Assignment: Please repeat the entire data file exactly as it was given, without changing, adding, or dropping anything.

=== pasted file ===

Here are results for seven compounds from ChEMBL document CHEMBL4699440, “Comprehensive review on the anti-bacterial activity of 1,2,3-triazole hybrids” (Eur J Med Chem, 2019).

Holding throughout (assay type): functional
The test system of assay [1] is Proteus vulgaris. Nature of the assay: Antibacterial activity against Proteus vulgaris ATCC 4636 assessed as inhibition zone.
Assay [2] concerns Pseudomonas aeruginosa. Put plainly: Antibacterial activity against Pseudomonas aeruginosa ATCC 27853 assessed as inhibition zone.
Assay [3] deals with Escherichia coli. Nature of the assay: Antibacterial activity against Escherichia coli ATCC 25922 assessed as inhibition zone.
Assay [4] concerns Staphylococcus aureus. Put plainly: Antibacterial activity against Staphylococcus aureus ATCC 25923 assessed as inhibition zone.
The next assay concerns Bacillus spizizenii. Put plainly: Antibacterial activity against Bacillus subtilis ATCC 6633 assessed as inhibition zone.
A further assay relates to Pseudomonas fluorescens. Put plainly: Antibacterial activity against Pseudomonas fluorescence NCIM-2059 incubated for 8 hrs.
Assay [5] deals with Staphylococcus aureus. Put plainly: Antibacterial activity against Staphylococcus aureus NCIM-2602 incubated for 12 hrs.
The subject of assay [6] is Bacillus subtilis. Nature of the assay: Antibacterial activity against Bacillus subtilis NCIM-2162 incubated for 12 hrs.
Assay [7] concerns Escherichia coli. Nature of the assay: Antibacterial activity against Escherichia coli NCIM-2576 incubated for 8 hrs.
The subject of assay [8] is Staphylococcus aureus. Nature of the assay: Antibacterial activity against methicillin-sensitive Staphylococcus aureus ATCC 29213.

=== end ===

Here are results for seven compounds from ChEMBL document CHEMBL4699440, “Comprehensive review on the anti-bacterial activity of 1,2,3-triazole hybrids” (Eur J Med Chem, 2019).

Holding throughout (assay type): functional
The test system of assay [1] is Proteus vulgaris. Nature of the assay: Antibacterial activity against Proteus vulgaris ATCC 4636 assessed as inhibition zone.
Assay [2] concerns Pseudomonas aeruginosa. Put plainly: Antibacterial activity against Pseudomonas aeruginosa ATCC 27853 assessed as inhibition zone.
Assay [3] deals with Escherichia coli. Nature of the assay: Antibacterial activity against Escherichia coli ATCC 25922 assessed as inhibition zone.
Assay [4] concerns Staphylococcus aureus. Put plainly: Antibacterial activity against Staphylococcus aureus ATCC 25923 assessed as inhibition zone.
The next assay concerns Bacillus spizizenii. Put plainly: Antibacterial activity against Bacillus subtilis ATCC 6633 assessed as inhibition zone.
A further assay relates to Pseudomonas fluorescens. Put plainly: Antibacterial activity against Pseudomonas fluorescence NCIM-2059 incubated for 8 hrs.
Assay [5] deals with Staphylococcus aureus. Put plainly: Antibacterial activity against Staphylococcus aureus NCIM-2602 incubated for 12 hrs.
The subject of assay [6] is Bacillus subtilis. Nature of the assay: Antibacterial activity against Bacillus subtilis NCIM-2162 incubated for 12 hrs.
Assay [7] concerns Escherichia coli. Nature of the assay: Antibacterial activity against Escherichia coli NCIM-2576 incubated for 8 hrs.
The subject of assay [8] is Staphylococcus aureus. Nature of the assay: Antibacterial activity against methicillin-sensitive Staphylococcus aureus ATCC 29213.